In January 2021 the gray wolf will no longer be protected by the federal Endangered Species Act. The U.S. Fish and Wildlife Service recently made the announcement about the wolves how had been on the list for over 45 years.
“The gray wolf has exceeded all conservation goals for recovery,” said David Bernhardt, Secretary of the Interior. “Today’s announcement simply reflects the determination that this species is neither a threatened nor endangered species based on the specific factors Congress has laid out in the law.”
According the U.S. Fish and Wildlife Service, “the gray wolf population in the lower 48 states is more than 6,000 wolves, greatly exceeding the combined recovery goals for the Northern Rocky Mountains and Western Great Lakes populations.”
The Western Great Lakes wolf population in Michigan, Minnesota and Wisconsin is strong and stable. Management of the wolf will return to state authorities – the Wisconsin Department of Natural Resources (WDNR).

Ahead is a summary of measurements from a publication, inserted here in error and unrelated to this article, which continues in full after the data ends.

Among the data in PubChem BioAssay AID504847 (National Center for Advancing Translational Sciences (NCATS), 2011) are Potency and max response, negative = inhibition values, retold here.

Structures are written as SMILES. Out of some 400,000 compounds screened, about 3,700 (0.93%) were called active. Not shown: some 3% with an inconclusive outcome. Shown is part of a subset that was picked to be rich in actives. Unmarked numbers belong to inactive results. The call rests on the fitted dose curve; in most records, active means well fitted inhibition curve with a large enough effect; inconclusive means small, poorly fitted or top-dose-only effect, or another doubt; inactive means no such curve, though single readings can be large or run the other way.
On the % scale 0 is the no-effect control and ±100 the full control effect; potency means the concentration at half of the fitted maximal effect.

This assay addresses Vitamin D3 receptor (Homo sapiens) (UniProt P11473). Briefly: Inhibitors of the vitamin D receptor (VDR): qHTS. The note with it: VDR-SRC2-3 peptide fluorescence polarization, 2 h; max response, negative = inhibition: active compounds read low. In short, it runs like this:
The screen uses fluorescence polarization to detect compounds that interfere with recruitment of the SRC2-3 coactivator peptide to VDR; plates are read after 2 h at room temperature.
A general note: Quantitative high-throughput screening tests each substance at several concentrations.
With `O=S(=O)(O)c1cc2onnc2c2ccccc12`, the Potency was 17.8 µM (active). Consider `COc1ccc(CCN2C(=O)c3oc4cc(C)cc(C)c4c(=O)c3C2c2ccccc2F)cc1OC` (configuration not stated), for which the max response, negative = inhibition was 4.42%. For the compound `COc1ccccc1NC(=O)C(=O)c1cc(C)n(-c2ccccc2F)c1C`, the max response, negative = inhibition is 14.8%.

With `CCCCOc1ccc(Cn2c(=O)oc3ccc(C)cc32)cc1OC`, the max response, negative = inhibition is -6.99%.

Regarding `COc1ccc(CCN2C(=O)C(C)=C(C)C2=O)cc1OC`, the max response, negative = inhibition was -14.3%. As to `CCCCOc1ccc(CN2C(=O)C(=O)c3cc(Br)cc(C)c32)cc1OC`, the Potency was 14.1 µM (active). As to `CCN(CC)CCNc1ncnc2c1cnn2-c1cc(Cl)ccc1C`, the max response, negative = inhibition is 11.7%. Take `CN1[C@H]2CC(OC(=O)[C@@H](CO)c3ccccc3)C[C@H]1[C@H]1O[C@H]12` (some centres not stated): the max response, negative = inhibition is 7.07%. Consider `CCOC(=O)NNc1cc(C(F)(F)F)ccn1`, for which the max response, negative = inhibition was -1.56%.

“The WDNR welcomes the responsibility of again managing wolves in Wisconsin,” WDNR said in a press release. “The department has successfully done so for decades and will continue to follow the science and laws that influence our management. All wolf
management, including hunting, will be conducted in a transparent and deliberative process, in which public and tribal participation will be encouraged.”
WDNR keeps track of wolf depredation or attacks in an online database going back to 2015. These reports keep track of animals killed, harassed or threatened by wolves and also keep track of humans being harassed or threatened by wolves.
In 2020, there have been 11 reports from Burnett County. Of those most deal with cattle, sheep and hunting dogs being killed by wolves. There were also two reports filed by Health and Human Services about two people harassed or threatened by wolves.
In 2015, 8 reports of wolf depredations; 2016 – 6 reports, 2017 – 7 reports, 2018 – 5 reports, 2019 – 17 reports.